Clear writing - less is more.
Contributor
Written by
Nissi Mutale
May 2012
Contributor
Written by
Nissi Mutale
May 2012

Every so often I like to go back to the basics. It is easy to get caught up in  trying to impress our imagined audience. However sometimes the craft becomes too crafty and loses it's meaning - (A bit like this sentence). In a bid to come up with a new way of expressing an idea or stepping out of the box, we lose our reader along the way. I remember the first year of my Literature degree, I was so sure of my writing ability and the big words I was encouraged by my secondary school teachers to research and use. It was time to hand in my first assignment and I was pretty sure I would fly through the course with very little to worry about. However when I got my paper back and the measly 50 something percent attached to my review sheet, my heart sank. The lecturer explained that I was often unclear and although he new what I was trying to say, the sentences were too convoluted. He advised me that it was best to use the most basic way of saying things. That's when I saw that language was changing.

Contrary to some older essays and scripts where it seemed the writer was trying to catch the reader out by using all the most complicated words he could find, writers are now encouraged to relate and make it easy for their audience to understand. Reading 21st century novels it's great to see the way language is opening up to be inclusive. Whenever I get lost in my words and find myself a little confused I simply remind myself that less is more and simplify what I am saying.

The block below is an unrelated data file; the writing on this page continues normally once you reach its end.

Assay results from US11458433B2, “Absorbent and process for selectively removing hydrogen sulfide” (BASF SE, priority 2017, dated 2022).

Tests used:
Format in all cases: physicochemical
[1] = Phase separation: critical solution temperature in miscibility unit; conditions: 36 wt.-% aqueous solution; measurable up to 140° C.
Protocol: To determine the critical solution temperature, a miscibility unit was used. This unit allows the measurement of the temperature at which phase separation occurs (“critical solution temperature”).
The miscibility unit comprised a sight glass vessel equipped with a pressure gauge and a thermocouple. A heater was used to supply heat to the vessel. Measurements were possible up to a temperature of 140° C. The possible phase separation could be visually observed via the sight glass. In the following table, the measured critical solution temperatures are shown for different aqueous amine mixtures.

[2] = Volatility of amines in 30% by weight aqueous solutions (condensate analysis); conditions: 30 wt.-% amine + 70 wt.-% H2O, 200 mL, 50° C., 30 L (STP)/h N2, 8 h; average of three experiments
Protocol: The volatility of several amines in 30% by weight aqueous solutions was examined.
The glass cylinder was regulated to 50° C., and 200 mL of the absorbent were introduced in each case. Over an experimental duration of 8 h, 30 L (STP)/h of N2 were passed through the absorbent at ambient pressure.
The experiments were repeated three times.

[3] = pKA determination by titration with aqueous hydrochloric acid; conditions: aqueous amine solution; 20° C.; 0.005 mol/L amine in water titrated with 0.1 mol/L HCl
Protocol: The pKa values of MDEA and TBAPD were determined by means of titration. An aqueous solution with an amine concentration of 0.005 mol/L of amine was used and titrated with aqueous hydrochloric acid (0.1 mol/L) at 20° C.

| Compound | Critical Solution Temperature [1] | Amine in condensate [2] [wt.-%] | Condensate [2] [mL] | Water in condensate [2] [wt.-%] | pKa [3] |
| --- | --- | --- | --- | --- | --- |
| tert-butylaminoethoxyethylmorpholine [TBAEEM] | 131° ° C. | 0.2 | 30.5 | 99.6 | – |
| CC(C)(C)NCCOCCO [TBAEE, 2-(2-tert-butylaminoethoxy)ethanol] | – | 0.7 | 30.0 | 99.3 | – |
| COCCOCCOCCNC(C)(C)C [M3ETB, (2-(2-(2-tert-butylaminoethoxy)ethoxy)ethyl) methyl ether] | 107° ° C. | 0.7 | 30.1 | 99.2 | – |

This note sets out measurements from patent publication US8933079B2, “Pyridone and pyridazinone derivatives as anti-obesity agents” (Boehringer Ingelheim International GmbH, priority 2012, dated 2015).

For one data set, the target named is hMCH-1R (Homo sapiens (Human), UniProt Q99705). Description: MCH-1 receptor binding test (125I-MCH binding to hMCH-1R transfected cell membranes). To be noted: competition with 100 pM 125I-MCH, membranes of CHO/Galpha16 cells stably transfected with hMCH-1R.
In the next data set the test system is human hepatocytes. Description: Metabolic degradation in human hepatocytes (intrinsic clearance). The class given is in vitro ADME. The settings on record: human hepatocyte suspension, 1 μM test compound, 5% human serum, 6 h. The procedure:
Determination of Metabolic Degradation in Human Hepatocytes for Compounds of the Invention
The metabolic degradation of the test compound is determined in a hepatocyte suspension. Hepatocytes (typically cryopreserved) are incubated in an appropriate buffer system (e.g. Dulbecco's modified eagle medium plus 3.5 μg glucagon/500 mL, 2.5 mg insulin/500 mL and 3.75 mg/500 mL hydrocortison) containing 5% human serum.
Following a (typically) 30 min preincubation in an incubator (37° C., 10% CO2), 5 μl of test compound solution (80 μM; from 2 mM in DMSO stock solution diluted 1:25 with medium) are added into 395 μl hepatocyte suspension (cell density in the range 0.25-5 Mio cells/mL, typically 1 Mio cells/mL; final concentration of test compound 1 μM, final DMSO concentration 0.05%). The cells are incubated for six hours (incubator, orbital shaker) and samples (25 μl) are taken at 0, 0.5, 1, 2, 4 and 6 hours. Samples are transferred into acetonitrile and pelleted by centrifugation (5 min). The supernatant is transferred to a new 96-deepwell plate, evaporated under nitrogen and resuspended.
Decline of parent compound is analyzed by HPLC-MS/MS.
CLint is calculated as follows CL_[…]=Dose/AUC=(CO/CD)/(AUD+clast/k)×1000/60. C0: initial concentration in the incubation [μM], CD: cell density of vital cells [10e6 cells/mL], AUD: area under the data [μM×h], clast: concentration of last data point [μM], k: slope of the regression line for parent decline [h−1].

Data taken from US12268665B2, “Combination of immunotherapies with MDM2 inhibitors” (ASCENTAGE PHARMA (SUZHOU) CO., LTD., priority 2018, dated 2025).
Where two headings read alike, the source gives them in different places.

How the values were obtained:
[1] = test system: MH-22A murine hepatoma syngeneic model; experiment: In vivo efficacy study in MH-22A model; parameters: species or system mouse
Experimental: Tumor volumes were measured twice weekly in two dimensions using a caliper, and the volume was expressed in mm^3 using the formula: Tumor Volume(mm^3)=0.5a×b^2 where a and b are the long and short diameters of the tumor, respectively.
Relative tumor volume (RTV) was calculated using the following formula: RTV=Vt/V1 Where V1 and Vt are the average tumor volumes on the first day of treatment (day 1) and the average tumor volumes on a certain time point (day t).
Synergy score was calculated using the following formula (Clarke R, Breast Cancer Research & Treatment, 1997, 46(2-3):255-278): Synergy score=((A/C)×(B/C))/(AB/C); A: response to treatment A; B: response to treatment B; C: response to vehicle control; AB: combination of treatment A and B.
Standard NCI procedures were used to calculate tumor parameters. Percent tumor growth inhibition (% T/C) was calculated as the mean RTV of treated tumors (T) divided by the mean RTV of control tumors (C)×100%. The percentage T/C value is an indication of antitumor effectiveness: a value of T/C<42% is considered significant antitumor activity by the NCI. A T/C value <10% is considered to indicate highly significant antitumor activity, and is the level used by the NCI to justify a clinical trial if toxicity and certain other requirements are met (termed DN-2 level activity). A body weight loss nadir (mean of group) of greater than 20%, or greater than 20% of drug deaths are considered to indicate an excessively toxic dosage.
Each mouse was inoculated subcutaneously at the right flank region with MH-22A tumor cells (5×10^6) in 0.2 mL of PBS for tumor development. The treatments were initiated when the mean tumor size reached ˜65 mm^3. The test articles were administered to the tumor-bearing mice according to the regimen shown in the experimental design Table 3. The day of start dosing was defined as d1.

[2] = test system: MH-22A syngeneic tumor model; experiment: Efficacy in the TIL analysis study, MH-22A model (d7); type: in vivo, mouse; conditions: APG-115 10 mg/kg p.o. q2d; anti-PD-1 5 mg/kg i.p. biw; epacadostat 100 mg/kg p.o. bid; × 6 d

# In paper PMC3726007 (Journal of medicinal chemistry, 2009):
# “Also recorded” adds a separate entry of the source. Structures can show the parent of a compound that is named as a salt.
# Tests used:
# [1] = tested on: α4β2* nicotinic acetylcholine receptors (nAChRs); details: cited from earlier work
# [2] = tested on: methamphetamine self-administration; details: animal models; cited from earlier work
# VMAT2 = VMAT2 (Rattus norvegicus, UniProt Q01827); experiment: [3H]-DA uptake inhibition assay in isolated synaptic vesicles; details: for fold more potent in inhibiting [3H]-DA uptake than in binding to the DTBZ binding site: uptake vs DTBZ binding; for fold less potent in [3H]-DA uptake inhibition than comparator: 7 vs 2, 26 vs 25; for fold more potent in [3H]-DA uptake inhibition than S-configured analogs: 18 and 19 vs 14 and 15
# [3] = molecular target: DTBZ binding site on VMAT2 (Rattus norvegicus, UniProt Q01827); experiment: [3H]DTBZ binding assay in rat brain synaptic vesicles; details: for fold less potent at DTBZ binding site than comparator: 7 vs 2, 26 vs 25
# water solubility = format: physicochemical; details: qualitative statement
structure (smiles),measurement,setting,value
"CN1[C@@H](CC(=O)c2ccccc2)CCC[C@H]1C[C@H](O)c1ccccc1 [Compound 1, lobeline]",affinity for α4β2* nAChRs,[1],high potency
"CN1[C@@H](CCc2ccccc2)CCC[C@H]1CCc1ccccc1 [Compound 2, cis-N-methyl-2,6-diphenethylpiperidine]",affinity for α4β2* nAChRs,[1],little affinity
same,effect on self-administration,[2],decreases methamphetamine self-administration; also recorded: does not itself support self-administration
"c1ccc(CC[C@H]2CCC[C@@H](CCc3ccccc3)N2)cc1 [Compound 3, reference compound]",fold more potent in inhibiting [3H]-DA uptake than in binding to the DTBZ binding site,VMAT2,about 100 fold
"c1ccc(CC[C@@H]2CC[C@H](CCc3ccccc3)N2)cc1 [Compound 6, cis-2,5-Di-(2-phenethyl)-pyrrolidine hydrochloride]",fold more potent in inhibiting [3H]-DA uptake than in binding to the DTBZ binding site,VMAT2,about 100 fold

Nissi x

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Comments
  • Hello Nissi - Thank you for your post.

    I agree with the statement less is more. Most new writers, including myself, need to learn to edit and slash. However, that does not mean we have to dilute the vocabulary. I believe that it is more important to ensure each word used is vital and adds meaning to the story, and each word moves the story forward keeping up the momentum and tension.

    Language does appear to be changing - we live in a new generation that scans rather than embrace.  This makes using our words wisely all the more important.